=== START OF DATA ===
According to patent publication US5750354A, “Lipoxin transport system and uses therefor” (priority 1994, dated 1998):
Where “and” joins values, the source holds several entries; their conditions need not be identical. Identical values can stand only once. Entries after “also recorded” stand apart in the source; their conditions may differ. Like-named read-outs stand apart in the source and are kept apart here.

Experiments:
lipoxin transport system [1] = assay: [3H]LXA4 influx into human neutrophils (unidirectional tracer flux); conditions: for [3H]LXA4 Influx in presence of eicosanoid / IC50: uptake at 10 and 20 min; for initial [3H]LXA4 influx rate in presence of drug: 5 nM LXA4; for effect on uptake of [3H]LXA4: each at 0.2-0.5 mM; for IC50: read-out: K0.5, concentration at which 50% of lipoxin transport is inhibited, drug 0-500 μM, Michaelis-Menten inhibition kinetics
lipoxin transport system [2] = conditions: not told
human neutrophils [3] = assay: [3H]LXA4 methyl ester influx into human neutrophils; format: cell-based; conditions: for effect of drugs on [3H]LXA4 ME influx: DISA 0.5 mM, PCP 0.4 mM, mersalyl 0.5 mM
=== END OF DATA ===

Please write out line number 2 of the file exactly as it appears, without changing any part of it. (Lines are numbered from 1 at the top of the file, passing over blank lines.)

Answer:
Where “and” joins values, the source holds several entries; their conditions need not be identical. Identical values can stand only once. Entries after “also recorded” stand apart in the source; their conditions may differ. Like-named read-outs stand apart in the source and are kept apart here.